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article imageOp-Ed: Life literally from the dust — Cosmic dust, to be exact

By Paul Wallis     Jun 8, 2020 in Science
Jena - “Dust to dust” goes the saying, and it turns out to be much truer than even scripture may have guessed. Dust in space contains amino acids and more. Researchers are pleased and understandably excited.
The research by Max Planck Institute for Astronomy (MPIA) and the University of Jena has uncovered these fantastic compounds formed under ice in space. These are called “prebiotic” molecules, literally, the “before life” structures required for life.
Samples from the Stardust and Rosetta space missions have discovered glycine, which is a proteinogenic (protein-forming) amino acid common to life on Earth, and other materials. The dust is thought to act as a catalyst for the formation of complex molecules using types of radiation as active agents.
The obvious question, naturally, is how these molecules form. The mix of ice and dust may take as long as 100,000 years to form into a fine, fuzzy state as pictured to start the reactions, for example. The results of the research have created a huge field of reference for further study. Researchers hope to duplicate the space environment and study the formation of these materials. The bigger question is the role of cosmic dust in the development of life and its wider role in the origins of life.
The big picture just got a lot bigger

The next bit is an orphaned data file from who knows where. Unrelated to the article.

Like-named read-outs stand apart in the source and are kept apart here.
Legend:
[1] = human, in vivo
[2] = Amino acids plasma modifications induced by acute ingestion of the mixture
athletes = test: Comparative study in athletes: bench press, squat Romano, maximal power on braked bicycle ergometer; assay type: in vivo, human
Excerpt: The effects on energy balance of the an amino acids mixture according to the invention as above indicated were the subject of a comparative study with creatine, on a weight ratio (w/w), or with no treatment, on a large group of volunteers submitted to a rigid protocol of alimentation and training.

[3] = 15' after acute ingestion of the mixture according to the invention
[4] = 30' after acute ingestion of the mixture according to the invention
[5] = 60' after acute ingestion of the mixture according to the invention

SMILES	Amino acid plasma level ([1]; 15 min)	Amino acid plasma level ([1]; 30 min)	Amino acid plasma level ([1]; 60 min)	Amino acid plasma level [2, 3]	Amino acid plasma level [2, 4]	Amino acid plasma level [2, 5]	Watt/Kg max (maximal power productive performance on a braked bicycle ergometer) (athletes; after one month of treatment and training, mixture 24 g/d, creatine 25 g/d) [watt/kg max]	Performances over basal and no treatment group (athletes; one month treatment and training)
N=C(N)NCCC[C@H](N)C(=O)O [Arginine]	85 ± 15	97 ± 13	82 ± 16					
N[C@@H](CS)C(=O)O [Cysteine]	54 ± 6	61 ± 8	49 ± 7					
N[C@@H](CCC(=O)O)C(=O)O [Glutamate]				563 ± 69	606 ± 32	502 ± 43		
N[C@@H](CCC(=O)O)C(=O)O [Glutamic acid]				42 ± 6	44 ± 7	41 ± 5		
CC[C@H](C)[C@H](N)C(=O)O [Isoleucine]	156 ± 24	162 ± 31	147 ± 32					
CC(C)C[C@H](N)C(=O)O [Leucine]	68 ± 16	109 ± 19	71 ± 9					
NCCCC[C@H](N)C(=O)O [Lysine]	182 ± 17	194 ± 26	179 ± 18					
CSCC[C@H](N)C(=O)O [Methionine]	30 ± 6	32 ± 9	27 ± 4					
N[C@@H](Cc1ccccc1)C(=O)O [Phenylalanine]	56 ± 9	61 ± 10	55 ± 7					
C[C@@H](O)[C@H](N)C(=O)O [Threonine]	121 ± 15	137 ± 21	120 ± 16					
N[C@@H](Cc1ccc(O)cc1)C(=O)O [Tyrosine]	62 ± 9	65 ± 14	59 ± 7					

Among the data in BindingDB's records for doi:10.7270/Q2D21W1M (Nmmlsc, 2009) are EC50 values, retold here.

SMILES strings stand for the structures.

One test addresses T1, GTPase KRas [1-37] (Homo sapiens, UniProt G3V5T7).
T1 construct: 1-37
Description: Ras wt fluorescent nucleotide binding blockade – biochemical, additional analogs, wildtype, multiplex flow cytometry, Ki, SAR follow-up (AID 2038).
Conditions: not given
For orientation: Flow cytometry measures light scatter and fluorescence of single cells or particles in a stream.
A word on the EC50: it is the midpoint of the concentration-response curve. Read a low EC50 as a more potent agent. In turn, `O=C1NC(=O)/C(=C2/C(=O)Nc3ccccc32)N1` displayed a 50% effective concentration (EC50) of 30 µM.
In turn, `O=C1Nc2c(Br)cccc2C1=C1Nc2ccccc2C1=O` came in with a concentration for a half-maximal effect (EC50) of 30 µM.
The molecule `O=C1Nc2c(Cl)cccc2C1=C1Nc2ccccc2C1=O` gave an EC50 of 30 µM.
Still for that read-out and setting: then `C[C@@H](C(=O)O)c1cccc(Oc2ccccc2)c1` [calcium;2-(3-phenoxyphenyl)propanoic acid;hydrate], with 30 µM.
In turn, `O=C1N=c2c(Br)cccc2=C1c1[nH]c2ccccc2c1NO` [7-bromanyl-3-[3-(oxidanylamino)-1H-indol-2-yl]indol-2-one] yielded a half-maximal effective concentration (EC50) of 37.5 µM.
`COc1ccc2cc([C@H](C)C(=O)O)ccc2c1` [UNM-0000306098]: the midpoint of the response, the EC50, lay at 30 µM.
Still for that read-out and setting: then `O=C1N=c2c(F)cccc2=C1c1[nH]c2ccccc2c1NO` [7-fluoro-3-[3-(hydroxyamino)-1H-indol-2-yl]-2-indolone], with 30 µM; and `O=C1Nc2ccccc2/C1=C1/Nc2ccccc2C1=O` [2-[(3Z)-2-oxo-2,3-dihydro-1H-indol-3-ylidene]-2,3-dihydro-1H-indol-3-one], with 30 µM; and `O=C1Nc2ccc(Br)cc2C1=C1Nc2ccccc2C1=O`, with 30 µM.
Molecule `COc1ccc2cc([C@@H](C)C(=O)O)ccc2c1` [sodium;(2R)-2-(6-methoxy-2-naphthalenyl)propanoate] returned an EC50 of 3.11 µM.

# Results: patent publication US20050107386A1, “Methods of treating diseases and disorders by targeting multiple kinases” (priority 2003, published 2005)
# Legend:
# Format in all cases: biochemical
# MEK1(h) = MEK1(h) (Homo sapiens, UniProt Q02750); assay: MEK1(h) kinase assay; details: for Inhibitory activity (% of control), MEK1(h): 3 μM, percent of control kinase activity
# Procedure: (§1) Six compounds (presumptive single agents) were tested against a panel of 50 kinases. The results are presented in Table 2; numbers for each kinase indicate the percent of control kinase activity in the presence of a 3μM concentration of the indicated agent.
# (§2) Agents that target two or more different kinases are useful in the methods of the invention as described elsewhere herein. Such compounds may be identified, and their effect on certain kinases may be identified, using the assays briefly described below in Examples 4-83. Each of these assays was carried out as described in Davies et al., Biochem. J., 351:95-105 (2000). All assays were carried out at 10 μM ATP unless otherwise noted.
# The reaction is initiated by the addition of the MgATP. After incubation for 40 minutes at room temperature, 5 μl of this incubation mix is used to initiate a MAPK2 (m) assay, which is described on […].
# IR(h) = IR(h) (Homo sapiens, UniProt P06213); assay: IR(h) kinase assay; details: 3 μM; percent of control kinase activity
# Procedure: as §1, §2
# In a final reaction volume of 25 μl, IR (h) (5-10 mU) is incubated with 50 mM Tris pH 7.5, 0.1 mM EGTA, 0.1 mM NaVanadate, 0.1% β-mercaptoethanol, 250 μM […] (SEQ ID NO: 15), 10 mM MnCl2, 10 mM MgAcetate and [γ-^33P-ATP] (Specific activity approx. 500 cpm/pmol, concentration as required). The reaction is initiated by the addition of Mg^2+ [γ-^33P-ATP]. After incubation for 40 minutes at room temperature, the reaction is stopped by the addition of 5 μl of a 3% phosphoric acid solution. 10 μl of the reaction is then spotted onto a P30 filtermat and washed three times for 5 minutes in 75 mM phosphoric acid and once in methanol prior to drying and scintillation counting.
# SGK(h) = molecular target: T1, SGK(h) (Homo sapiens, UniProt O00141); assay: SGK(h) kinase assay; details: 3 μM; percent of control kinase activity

The rise of life is based on a particularly long chain of events. Most heavier atoms form in stars and are donated to the universe by supernovae. This includes organic fundamental atoms like carbon, nitrogen, and oxygen.
It’s a long way, however, from thin chemical soup to producing living things. The theory of life developing in this way has been around for a long time, and to put it mildly, there are quite a few steps missing. The picture is slowly being filled in. There’s a lot of water, carbon, and other organic formative materials in the universe, for example. Organic compounds have been found in meteors and exist in large amounts throughout the universe.
Cosmic dust, however, wasn’t part of the equation, although “dust” is also ubiquitous. Exactly how things like glycine get put together in this environment isn’t yet clear. Space has been traditionally regarded as inimical to life of any kind. Now, it seems, this is where it starts.
As a Show and Tell exercise, the life from the dust is an insight into a range of far more complex processes which weren’t much considered, let alone theorized, to occur in space. This is the sort of fundamental pure research that unlocks whole new processes and maps out natural phenomena which fill in more gaps in knowledge.
Maybe space is like the ocean – A vast region of anything and everything, “infinite diversity in infinite combination”, as the Vulcans say. After all, the entire Table of Elements is sparkling away out there. If so, we’ve got a lot more to learn about the basics of life.
This opinion article was written by an independent writer. The opinions and views expressed herein are those of the author and are not necessarily intended to reflect those of
More about cosmic dust biochemical formation, Max Planck Institute for Astronomy, University of Jena, IDIC, organic materials in the universe
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